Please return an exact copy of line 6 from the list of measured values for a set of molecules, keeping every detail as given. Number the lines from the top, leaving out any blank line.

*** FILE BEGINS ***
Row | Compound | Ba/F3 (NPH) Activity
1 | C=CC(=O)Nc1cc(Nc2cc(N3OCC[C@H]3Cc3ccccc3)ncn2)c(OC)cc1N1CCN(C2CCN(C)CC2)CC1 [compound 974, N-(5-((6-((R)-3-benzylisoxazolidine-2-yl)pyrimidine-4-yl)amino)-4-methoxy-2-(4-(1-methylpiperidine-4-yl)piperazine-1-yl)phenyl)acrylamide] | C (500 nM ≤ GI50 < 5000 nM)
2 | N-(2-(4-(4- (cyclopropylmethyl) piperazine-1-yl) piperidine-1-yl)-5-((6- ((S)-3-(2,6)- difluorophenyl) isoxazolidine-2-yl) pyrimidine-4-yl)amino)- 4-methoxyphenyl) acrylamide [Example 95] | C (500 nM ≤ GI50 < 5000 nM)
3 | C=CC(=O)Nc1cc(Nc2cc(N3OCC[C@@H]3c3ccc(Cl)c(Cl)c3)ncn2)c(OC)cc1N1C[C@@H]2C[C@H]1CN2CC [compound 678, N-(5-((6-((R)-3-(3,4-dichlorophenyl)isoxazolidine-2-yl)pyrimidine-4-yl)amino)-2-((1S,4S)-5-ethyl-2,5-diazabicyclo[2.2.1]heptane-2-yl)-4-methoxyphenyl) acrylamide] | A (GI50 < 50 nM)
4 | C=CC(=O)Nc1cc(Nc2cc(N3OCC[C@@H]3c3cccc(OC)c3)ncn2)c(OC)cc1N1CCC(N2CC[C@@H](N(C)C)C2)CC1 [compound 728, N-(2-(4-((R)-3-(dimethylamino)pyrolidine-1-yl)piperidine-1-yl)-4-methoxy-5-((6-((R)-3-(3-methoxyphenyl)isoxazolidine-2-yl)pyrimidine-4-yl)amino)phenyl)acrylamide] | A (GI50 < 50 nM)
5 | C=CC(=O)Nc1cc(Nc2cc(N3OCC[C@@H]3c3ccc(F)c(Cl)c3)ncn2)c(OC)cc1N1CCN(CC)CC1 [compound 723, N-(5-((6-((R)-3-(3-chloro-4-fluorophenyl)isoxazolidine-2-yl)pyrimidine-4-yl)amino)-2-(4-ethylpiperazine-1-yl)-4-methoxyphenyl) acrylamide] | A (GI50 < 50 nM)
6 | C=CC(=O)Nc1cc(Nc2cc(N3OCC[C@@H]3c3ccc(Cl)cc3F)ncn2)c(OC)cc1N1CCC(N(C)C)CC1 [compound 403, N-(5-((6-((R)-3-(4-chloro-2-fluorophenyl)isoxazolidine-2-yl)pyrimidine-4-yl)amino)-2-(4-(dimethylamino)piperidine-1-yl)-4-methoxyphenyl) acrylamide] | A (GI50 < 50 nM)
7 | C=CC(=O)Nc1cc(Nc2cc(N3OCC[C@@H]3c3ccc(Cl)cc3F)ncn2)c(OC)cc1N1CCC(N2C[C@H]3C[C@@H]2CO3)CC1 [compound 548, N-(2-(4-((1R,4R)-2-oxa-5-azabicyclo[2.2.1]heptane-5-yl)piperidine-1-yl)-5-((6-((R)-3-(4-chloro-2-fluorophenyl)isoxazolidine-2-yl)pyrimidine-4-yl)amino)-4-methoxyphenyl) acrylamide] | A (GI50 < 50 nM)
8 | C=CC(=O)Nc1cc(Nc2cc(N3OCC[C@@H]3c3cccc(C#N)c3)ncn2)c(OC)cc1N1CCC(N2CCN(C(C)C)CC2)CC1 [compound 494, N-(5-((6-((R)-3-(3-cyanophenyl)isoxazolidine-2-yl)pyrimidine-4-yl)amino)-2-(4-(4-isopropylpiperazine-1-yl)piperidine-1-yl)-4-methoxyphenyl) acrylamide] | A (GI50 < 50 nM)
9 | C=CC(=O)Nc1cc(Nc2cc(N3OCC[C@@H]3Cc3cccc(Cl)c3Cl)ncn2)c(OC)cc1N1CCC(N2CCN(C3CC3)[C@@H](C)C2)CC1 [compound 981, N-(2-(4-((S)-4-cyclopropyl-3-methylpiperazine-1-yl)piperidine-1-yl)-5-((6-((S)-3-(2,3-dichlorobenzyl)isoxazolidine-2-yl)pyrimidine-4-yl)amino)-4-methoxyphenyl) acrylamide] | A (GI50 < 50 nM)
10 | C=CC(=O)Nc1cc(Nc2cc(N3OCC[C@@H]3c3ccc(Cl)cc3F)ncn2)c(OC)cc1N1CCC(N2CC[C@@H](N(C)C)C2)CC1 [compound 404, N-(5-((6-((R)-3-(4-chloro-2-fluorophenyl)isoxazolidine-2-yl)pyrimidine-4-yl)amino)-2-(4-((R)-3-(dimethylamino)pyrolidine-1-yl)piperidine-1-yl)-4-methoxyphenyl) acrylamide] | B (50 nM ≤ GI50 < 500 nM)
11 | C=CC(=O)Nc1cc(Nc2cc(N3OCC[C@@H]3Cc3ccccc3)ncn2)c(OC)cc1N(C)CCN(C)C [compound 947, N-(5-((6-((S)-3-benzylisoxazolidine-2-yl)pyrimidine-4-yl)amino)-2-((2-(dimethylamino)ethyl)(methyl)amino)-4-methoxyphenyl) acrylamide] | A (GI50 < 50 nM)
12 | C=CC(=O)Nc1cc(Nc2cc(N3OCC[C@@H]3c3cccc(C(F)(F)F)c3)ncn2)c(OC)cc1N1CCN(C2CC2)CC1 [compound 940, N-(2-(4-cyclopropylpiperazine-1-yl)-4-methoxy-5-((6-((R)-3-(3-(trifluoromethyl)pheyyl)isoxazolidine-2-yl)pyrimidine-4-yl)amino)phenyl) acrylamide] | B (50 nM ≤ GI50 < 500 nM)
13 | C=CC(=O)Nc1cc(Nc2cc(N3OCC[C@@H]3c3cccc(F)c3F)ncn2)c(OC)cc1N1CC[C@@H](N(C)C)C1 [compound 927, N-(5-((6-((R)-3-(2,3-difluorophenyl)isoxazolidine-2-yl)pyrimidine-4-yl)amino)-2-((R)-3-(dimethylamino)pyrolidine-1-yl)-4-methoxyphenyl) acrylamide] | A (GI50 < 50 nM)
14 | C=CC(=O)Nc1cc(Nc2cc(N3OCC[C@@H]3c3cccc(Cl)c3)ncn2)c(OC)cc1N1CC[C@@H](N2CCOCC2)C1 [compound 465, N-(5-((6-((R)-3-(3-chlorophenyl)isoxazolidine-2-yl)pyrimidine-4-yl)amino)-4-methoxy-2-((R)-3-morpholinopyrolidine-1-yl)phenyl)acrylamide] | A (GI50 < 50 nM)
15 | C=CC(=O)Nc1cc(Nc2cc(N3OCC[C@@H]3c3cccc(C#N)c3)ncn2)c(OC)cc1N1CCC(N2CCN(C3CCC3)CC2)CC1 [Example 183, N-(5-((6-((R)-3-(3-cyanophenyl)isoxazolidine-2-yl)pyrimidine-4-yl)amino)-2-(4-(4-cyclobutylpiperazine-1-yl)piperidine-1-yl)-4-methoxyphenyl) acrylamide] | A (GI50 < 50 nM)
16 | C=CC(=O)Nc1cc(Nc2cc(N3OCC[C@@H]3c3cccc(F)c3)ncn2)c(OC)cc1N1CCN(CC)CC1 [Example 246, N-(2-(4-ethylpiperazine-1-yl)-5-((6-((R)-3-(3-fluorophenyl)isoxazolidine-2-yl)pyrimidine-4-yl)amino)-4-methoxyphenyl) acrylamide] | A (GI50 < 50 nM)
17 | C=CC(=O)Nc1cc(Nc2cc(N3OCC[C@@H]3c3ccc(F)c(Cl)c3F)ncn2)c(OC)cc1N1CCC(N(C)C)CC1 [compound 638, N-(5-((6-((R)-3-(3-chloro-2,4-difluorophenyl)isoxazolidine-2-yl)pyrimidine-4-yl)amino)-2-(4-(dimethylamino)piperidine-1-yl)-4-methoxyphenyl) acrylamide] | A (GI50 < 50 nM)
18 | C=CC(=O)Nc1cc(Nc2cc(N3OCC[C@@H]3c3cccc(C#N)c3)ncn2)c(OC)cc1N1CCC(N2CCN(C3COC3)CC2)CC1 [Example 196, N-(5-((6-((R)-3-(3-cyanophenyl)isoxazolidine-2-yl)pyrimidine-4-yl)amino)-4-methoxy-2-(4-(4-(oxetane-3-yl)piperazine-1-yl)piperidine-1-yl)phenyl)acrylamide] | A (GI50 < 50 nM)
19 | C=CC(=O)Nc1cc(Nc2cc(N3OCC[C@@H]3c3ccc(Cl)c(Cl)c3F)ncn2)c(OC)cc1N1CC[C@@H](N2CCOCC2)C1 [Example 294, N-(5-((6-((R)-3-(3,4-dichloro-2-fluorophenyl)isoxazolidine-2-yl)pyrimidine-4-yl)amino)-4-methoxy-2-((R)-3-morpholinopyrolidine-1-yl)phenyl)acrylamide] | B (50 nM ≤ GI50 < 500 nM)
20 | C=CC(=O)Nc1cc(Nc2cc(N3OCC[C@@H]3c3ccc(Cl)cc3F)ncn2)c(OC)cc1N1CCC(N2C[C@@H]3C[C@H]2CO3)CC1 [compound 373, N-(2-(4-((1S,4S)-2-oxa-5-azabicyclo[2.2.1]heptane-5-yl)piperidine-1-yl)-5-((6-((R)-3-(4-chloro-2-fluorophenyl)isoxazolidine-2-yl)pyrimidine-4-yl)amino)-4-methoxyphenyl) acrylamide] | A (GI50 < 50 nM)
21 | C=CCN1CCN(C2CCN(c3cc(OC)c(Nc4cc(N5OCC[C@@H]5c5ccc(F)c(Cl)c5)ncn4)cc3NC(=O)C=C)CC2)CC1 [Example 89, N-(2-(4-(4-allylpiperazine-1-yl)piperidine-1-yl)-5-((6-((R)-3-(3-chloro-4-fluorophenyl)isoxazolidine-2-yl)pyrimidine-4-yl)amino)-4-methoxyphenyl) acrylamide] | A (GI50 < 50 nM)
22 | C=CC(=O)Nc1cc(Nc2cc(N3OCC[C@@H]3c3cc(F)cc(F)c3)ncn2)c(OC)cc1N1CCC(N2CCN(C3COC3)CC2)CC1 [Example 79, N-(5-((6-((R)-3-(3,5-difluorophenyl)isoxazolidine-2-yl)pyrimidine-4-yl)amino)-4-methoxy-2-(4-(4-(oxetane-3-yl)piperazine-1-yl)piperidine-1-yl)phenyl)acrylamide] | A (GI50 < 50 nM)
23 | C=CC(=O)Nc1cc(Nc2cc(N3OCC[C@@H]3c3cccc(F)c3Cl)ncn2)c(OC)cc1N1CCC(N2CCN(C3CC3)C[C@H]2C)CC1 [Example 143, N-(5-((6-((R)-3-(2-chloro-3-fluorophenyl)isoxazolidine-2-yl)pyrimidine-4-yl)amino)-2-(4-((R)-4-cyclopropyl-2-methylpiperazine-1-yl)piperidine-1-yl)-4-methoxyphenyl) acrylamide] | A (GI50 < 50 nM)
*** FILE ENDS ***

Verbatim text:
5 | C=CC(=O)Nc1cc(Nc2cc(N3OCC[C@@H]3c3ccc(F)c(Cl)c3)ncn2)c(OC)cc1N1CCN(CC)CC1 [compound 723, N-(5-((6-((R)-3-(3-chloro-4-fluorophenyl)isoxazolidine-2-yl)pyrimidine-4-yl)amino)-2-(4-ethylpiperazine-1-yl)-4-methoxyphenyl) acrylamide] | A (GI50 < 50 nM)